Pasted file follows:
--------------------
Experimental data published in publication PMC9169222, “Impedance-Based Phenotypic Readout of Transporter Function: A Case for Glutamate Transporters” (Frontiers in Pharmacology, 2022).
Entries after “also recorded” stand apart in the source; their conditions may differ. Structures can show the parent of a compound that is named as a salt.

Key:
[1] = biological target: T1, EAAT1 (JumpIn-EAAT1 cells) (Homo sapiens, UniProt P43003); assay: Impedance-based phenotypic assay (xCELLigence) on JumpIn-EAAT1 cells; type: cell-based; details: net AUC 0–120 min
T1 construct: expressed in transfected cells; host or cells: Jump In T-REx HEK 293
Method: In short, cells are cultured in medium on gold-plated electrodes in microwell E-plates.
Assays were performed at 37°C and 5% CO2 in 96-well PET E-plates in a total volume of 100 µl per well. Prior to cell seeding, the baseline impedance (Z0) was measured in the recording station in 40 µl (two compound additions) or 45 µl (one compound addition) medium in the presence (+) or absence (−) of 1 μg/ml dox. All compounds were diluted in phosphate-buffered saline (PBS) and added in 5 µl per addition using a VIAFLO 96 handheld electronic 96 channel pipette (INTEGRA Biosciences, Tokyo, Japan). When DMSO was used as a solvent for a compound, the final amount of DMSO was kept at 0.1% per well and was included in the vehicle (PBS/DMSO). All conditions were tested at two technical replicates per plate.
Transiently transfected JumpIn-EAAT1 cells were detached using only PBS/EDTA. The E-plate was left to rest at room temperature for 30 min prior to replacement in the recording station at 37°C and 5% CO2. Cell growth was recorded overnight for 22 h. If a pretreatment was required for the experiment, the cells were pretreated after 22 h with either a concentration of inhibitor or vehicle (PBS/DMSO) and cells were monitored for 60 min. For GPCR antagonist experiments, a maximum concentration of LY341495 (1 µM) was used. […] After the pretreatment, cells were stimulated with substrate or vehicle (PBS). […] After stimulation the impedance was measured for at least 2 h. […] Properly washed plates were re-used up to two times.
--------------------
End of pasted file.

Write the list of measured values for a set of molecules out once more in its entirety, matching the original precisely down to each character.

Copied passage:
Experimental data published in publication PMC9169222, “Impedance-Based Phenotypic Readout of Transporter Function: A Case for Glutamate Transporters” (Frontiers in Pharmacology, 2022).
Entries after “also recorded” stand apart in the source; their conditions may differ. Structures can show the parent of a compound that is named as a salt.

Key:
[1] = biological target: T1, EAAT1 (JumpIn-EAAT1 cells) (Homo sapiens, UniProt P43003); assay: Impedance-based phenotypic assay (xCELLigence) on JumpIn-EAAT1 cells; type: cell-based; details: net AUC 0–120 min
T1 construct: expressed in transfected cells; host or cells: Jump In T-REx HEK 293
Method: In short, cells are cultured in medium on gold-plated electrodes in microwell E-plates.
Assays were performed at 37°C and 5% CO2 in 96-well PET E-plates in a total volume of 100 µl per well. Prior to cell seeding, the baseline impedance (Z0) was measured in the recording station in 40 µl (two compound additions) or 45 µl (one compound addition) medium in the presence (+) or absence (−) of 1 μg/ml dox. All compounds were diluted in phosphate-buffered saline (PBS) and added in 5 µl per addition using a VIAFLO 96 handheld electronic 96 channel pipette (INTEGRA Biosciences, Tokyo, Japan). When DMSO was used as a solvent for a compound, the final amount of DMSO was kept at 0.1% per well and was included in the vehicle (PBS/DMSO). All conditions were tested at two technical replicates per plate.
Transiently transfected JumpIn-EAAT1 cells were detached using only PBS/EDTA. The E-plate was left to rest at room temperature for 30 min prior to replacement in the recording station at 37°C and 5% CO2. Cell growth was recorded overnight for 22 h. If a pretreatment was required for the experiment, the cells were pretreated after 22 h with either a concentration of inhibitor or vehicle (PBS/DMSO) and cells were monitored for 60 min. For GPCR antagonist experiments, a maximum concentration of LY341495 (1 µM) was used. […] After the pretreatment, cells were stimulated with substrate or vehicle (PBS). […] After stimulation the impedance was measured for at least 2 h. […] Properly washed plates were re-used up to two times.